The holiday season is by far my favorite time of year. The music, shopping, food, and family makes this time of year unlike any other. But I think my favorite part of it is all of the different traditions that make the holidays special for your own family. The great thing is that every person who celebrates the holidays does it a little differently. Whether you celebrate Christmas, Hanukkah or Kwanza, each family has their unique traditions.
I recently had the opportunity to visit one of Washington’s farm family’s for their special Christmas tradition – making the Scandinavian treat, lefse. I had never even heard of lefse, so I wanted to go see (and taste) how this special snack was made!
The Schilters, Lonny, Michelle and their three children, are third generation dairy farmers in south-west Washington and they kick off the Christmas season with a day (or two) making their favorite Christmas food, lefse. One thing that makes the day so fun is watching Christmas movies, and not so Christmas movies like The Sound of Music.
Lefse (pronounced lef – suh) is a thin potato “pancake” that can be made savory or sweet. The Schilter family prefers to make them with lots of melted butter and cinnamon and sugar or homemade jam.
The lefse process is quite long and can take up to three days! The recipe came from Michelle’s grandmother and she remembers spending holidays as a child making lefse with her sister and grandmother. Although Michelle’s grandmother is no longer here to share this tradition with family, Michelle has continued the fun with her own kids. Cassie, Michelle’s daughter, even wears the same apron that her great-grandmother had worn while making lefse.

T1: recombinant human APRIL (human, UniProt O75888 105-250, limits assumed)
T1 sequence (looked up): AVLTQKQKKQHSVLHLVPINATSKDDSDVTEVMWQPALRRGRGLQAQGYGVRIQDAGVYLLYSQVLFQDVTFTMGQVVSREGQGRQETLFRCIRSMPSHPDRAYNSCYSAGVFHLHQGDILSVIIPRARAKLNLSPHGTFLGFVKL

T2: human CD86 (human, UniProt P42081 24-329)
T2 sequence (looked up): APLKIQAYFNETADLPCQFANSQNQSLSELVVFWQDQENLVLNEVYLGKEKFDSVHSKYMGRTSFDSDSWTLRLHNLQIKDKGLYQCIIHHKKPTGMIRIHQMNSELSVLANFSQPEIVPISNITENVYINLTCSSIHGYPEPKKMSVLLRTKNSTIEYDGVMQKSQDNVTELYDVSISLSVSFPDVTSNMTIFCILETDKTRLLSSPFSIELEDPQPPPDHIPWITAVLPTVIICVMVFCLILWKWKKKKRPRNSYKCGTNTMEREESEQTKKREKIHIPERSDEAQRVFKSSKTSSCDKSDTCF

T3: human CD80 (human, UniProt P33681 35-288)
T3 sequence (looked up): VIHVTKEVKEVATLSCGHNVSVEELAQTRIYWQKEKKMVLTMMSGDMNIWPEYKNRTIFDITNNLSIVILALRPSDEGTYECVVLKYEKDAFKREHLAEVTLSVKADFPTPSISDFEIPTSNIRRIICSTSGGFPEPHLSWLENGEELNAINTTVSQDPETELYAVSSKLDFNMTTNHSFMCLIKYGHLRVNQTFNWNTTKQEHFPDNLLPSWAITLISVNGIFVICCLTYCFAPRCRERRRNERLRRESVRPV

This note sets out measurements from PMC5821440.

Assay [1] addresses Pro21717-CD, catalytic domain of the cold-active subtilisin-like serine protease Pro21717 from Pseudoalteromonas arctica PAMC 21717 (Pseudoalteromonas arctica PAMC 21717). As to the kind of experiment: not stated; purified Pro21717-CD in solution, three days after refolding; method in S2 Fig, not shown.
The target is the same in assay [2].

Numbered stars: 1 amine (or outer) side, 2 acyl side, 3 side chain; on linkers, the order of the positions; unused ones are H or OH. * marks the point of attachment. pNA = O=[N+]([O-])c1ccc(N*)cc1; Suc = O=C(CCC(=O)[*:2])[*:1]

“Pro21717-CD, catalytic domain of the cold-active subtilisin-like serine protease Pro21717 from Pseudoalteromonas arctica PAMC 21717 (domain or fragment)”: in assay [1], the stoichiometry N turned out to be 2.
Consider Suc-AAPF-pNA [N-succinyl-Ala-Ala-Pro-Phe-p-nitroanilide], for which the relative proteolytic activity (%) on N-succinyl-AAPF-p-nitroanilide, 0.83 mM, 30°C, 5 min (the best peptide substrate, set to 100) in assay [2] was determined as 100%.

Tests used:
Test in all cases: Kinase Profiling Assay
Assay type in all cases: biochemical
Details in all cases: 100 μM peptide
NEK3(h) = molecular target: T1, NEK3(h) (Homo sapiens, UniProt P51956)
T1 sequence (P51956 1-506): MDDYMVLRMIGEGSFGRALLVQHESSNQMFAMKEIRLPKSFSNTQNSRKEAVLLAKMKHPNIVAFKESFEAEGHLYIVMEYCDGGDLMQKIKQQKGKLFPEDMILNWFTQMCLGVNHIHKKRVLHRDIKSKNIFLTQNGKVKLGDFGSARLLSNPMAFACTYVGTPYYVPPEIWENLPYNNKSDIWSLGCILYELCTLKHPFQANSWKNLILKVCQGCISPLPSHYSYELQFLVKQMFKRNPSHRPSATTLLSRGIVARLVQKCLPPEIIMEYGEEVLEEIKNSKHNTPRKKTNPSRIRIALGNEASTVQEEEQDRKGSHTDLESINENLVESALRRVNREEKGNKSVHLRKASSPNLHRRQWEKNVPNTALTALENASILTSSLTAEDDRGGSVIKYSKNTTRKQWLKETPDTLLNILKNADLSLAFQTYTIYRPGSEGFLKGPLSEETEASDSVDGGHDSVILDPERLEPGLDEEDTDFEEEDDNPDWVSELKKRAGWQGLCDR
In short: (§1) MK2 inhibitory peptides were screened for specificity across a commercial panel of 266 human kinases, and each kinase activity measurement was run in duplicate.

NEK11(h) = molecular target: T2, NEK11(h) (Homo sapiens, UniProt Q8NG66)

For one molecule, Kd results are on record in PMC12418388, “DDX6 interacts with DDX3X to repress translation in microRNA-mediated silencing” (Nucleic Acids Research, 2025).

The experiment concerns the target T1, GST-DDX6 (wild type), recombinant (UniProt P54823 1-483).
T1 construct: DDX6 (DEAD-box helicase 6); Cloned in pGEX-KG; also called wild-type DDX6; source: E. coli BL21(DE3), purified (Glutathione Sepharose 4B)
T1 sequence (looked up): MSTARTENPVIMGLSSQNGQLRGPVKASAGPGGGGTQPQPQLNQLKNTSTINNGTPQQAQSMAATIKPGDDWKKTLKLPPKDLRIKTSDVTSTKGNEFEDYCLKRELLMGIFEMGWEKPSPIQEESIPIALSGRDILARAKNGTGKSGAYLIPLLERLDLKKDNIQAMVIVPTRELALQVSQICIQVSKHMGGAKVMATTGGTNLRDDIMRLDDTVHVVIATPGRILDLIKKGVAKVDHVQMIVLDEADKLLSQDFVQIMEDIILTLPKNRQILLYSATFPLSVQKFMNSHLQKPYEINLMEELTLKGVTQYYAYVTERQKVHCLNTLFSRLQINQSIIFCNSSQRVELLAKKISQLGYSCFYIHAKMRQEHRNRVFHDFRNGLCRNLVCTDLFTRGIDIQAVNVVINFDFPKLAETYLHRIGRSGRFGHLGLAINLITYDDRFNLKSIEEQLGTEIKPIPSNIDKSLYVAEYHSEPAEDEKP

The lefse process begins by boiling potatoes until they are tender and then ricing them… did I mention that the traditional recipe calls for 10 pounds? That’s a lot of potatoes!
After the potatoes are cooled and riced, it is time to add the good stuff, butter and heavy whipping cream. Throw some flour and a touch of sugar in for good measure and your dough is all set.
When the dough ingredients are well combined, the dough is rolled into balls and refrigerated for at least 24hrs. Then the dough is rolled out and cooked on a special griddle, one by one! (No wonder it takes a couple days to finish make these!)
The finished product is delicious! I was able to try it with homemade Blackberry jam, and could not believe the wonderful flavor.
Though I wouldn’t classify lefse as an easy recipe, it is well worth the hard work and effort.
10 lbs potatoes, peeled
½ cup butter
1/3 cup heavy cream
1 tbsp. salt
1 tbsp. white sugar
2 ½ cups all-purpose flour
1. Place potatoes in a large pot and cover with water. Cook until potatoes are tender. Run hot potatoes through a potato ricer. Refrigerate riced potatoes overnight – they must be cold before the next step.
2. Using an electric mixer or by hand, combine butter, cream, salt and sugar into the riced potatoes. Add flour to mixture. Mix until well combined.
3. Separate dough and roll into small balls (2 – 2.5 in).
4. Refrigerate dough for 24 hrs.
5. Lightly flour a pastry cloth and roll out lefse ball to about 1/8in thickness.
6. Cook on a hot griddle until bubbles appear and each side browned. After the lefse has cooked, place on a damp towel and cover with an additional damp towel until ready to eat.